In the United States, imperialism exists because of a desire to demonstrate and extend the scope of American power overseas. The motives for imperialism are primarily the same for nations around the world. Imperialism happens when countries seek to expand their scope of influence and assert power and control on certain nations.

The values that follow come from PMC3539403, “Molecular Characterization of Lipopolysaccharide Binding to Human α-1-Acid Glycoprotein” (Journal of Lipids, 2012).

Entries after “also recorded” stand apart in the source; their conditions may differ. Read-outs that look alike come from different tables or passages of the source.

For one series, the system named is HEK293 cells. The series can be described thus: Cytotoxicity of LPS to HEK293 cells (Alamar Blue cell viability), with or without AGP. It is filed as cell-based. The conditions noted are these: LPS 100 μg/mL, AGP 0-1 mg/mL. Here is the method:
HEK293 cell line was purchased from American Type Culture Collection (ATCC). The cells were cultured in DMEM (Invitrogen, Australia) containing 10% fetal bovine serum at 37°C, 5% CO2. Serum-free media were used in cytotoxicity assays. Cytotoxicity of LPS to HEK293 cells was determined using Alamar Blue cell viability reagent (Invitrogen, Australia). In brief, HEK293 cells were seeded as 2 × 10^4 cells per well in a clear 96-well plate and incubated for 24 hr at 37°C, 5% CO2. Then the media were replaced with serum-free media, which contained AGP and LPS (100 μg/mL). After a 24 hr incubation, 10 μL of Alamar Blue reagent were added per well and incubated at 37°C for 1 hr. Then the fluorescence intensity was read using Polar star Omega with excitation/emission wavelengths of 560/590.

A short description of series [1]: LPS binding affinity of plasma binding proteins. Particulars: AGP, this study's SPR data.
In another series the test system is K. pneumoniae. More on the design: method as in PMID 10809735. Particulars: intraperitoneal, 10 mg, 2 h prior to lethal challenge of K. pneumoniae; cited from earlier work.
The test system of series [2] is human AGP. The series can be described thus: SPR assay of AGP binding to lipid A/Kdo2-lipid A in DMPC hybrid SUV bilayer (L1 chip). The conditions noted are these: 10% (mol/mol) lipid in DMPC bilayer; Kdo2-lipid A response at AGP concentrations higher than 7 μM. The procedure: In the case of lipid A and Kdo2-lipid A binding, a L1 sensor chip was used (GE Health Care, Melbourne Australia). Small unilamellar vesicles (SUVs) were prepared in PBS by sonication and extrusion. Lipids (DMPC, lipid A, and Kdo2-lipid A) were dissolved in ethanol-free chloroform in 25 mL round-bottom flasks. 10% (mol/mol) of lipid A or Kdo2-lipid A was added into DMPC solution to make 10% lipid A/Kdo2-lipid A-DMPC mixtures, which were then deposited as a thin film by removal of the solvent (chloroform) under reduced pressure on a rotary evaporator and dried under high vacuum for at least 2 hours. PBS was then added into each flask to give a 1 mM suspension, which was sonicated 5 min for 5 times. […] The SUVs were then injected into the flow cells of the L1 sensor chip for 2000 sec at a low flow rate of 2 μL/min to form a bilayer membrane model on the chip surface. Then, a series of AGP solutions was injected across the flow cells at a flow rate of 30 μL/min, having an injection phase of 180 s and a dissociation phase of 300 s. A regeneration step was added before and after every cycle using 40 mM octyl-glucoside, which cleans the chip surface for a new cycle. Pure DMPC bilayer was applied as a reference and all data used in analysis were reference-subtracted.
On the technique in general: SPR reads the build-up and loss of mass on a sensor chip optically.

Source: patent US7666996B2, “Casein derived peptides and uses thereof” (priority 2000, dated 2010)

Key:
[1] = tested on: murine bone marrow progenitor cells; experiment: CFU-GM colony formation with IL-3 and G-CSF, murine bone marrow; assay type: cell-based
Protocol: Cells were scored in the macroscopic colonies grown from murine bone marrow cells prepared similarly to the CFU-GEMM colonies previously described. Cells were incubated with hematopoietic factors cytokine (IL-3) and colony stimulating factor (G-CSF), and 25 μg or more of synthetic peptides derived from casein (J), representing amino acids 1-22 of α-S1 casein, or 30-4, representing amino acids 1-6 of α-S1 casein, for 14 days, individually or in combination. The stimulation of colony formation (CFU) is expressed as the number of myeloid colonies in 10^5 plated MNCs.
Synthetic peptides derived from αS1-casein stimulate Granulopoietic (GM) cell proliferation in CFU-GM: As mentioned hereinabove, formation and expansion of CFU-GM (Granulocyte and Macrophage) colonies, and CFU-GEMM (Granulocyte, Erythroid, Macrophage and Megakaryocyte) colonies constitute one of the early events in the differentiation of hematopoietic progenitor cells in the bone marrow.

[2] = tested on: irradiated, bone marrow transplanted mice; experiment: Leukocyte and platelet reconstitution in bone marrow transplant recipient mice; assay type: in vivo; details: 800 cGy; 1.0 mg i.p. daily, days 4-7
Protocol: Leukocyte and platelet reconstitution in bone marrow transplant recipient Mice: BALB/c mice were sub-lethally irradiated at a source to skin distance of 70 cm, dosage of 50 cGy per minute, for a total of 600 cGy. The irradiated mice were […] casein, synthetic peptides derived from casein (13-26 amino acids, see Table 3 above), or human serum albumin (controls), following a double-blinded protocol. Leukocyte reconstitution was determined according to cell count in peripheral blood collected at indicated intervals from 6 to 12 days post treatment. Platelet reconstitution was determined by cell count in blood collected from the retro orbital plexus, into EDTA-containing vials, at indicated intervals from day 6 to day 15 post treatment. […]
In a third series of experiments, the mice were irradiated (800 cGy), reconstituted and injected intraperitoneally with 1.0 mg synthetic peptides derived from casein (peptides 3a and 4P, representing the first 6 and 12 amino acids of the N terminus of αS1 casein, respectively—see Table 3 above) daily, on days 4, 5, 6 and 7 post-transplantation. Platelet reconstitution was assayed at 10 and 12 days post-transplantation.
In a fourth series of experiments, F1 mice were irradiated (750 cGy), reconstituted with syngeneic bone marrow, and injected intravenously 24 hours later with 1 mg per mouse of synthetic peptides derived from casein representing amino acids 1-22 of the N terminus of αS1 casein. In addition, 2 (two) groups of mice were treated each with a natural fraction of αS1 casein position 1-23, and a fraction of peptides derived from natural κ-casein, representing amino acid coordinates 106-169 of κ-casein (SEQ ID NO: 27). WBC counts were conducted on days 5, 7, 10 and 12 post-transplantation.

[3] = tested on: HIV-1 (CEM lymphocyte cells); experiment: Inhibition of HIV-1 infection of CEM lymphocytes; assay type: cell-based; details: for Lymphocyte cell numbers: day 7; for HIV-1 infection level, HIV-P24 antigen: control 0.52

Imperialism occurs sometimes without the use of military forces, such as through political diplomacy. However, militaries also enforce and carry out acts of imperialism. In the U.S., imperialism emerged primarily during the 19th century. Prior to the late 1800s, the U.S. existed as an isolationist nation, taking measures to stay out of international affairs. The isolationist policy enforced by early American presidents, including George Washington, ended with the involvement of the U.S. in World War I. Several motivating factors led the U.S. to change course in pursuit of imperialism. Economic incentive to expand its market internationally and bring in additional revenue was a primary contributing factor. The U.S., like other nations, experienced a growth in technology that greatly improved the production of goods and services. Following the Great Depression of the 1920s, the U.S. saw a crucial and immediate need to fix a damaged economy, and resorted to imperialist policies and tactics to bring that change.